John Updike reads six stories he has selected from the hundred-odd he has published.
"A&P", recounting a moral crisis on the checkout counter, is his most anthologized story.
"Pigeon Feathers," the longest story included, tells of a fourteen-year-old boy's fear of death and the answer he finds.
"The Family Meadow" describes a piece of America, a picnic reunion in New Jersey.
"The Witnesses" and "The Alligators" both deal with love, as felt by a middle-aged man and a fifth-grade boy.
"Separating" recounts the June day when Richard and Joan Maple separate, in front of their four children.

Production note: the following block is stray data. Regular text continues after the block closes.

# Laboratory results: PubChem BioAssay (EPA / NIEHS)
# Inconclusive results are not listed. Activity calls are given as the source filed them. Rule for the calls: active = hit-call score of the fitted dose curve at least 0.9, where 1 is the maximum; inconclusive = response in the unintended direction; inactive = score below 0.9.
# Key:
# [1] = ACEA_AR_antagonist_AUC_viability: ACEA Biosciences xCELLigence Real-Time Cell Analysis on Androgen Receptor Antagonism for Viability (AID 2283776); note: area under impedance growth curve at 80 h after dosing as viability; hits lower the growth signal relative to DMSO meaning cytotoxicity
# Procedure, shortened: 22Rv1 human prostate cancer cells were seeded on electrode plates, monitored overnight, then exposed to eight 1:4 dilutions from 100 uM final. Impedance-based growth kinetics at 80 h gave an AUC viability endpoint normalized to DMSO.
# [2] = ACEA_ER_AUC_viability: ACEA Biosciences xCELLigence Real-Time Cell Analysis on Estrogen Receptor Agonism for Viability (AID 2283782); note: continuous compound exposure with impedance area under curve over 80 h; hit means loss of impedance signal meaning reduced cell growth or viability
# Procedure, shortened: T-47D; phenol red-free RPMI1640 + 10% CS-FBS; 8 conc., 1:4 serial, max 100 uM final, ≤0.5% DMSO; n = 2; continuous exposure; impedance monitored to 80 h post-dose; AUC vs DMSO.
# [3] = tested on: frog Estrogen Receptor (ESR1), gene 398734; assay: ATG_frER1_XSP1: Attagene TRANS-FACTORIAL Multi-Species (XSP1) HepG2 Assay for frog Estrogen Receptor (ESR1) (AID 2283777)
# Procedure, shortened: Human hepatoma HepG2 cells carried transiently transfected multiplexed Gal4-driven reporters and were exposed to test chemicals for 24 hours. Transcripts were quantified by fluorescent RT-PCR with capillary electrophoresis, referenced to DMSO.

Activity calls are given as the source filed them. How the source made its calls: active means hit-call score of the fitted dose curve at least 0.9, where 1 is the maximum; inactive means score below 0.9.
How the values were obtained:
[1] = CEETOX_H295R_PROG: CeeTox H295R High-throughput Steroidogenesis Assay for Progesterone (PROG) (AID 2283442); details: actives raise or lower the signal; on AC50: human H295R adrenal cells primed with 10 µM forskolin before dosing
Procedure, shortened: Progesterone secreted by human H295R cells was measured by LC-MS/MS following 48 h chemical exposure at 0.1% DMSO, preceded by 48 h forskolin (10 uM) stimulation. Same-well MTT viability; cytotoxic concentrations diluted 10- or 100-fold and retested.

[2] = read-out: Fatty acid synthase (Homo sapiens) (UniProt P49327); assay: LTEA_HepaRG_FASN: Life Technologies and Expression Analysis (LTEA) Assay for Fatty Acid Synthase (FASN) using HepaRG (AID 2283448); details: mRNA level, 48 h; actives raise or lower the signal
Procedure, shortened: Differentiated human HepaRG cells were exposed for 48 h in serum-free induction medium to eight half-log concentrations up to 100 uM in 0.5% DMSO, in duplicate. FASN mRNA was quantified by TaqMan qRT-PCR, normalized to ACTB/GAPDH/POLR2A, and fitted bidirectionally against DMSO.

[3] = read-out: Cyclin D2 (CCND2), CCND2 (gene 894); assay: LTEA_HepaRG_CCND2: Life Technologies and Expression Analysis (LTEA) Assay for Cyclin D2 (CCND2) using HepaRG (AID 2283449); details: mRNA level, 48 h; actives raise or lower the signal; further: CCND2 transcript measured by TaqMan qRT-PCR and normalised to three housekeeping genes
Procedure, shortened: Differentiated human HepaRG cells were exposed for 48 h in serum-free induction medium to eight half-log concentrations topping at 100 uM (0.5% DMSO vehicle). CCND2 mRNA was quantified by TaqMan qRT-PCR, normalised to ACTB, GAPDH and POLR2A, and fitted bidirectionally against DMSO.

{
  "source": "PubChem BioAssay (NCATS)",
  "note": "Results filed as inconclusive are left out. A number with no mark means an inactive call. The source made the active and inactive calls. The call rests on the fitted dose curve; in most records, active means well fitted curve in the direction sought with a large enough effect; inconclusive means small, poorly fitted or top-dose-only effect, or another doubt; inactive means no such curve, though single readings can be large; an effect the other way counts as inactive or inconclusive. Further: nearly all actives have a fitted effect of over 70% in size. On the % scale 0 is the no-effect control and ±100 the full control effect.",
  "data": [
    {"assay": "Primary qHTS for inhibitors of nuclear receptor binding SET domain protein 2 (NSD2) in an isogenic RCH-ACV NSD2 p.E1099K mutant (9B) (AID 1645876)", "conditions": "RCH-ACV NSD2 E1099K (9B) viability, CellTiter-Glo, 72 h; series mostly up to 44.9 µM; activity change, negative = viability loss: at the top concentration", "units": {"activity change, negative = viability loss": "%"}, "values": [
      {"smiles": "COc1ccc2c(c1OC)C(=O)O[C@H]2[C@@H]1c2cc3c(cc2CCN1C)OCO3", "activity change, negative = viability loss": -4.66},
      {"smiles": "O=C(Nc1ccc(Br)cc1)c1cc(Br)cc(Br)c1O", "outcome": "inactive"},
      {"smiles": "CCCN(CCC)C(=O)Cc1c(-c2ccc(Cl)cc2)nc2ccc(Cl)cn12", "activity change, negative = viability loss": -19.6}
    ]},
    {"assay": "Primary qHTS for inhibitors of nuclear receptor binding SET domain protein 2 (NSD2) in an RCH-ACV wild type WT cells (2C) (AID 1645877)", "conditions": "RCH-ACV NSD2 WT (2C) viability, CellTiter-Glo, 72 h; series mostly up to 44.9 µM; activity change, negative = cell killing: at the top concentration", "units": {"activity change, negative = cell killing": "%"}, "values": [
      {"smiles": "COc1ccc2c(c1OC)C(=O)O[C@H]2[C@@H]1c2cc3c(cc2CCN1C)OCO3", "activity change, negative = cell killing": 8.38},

Mr. Updike, when asked to described his method of reading aloud, said "I try to picture the things describes, and to speak the words distinctly, and to let the emotion come through on its own." The method works beautifully.
John Updike was the author of more than sixty books, including collections of short stories, poems, and criticism. His novels have been honored with the Pulitzer Prize (twice), the National Book Award, and the Howells Medal of the American Academy of Arts and Letters. Hugging the Shore, an earlier collection of essays and reviews, received the National Book Critics Circle Award for criticism. He died in January 2009.